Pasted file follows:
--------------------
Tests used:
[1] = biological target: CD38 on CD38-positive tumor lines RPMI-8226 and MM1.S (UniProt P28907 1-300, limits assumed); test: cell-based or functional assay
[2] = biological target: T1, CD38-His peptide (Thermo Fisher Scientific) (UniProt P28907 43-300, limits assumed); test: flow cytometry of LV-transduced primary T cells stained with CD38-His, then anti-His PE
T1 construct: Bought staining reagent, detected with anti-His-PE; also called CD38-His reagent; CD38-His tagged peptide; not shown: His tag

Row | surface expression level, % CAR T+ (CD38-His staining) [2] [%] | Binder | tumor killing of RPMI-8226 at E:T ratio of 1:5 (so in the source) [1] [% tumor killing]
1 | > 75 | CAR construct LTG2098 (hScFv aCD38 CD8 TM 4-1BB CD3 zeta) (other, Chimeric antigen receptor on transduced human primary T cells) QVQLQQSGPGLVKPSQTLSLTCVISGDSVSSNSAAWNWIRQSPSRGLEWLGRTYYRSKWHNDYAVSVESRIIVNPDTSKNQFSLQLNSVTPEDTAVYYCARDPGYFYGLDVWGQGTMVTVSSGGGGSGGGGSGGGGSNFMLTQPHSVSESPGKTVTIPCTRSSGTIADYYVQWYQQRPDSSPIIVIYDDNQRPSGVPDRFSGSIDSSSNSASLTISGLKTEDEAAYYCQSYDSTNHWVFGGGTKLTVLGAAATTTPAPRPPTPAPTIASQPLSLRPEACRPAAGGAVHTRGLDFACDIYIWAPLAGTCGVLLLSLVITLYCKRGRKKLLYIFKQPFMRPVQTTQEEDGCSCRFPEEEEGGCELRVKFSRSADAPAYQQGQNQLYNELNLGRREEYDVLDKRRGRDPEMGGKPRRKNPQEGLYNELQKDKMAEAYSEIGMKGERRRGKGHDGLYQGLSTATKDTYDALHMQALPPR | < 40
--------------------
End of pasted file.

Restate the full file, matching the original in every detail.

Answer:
Tests used:
[1] = biological target: CD38 on CD38-positive tumor lines RPMI-8226 and MM1.S (UniProt P28907 1-300, limits assumed); test: cell-based or functional assay
[2] = biological target: T1, CD38-His peptide (Thermo Fisher Scientific) (UniProt P28907 43-300, limits assumed); test: flow cytometry of LV-transduced primary T cells stained with CD38-His, then anti-His PE
T1 construct: Bought staining reagent, detected with anti-His-PE; also called CD38-His reagent; CD38-His tagged peptide; not shown: His tag

Row | surface expression level, % CAR T+ (CD38-His staining) [2] [%] | Binder | tumor killing of RPMI-8226 at E:T ratio of 1:5 (so in the source) [1] [% tumor killing]
1 | > 75 | CAR construct LTG2098 (hScFv aCD38 CD8 TM 4-1BB CD3 zeta) (other, Chimeric antigen receptor on transduced human primary T cells) QVQLQQSGPGLVKPSQTLSLTCVISGDSVSSNSAAWNWIRQSPSRGLEWLGRTYYRSKWHNDYAVSVESRIIVNPDTSKNQFSLQLNSVTPEDTAVYYCARDPGYFYGLDVWGQGTMVTVSSGGGGSGGGGSGGGGSNFMLTQPHSVSESPGKTVTIPCTRSSGTIADYYVQWYQQRPDSSPIIVIYDDNQRPSGVPDRFSGSIDSSSNSASLTISGLKTEDEAAYYCQSYDSTNHWVFGGGTKLTVLGAAATTTPAPRPPTPAPTIASQPLSLRPEACRPAAGGAVHTRGLDFACDIYIWAPLAGTCGVLLLSLVITLYCKRGRKKLLYIFKQPFMRPVQTTQEEDGCSCRFPEEEEGGCELRVKFSRSADAPAYQQGQNQLYNELNLGRREEYDVLDKRRGRDPEMGGKPRRKNPQEGLYNELQKDKMAEAYSEIGMKGERRRGKGHDGLYQGLSTATKDTYDALHMQALPPR | < 40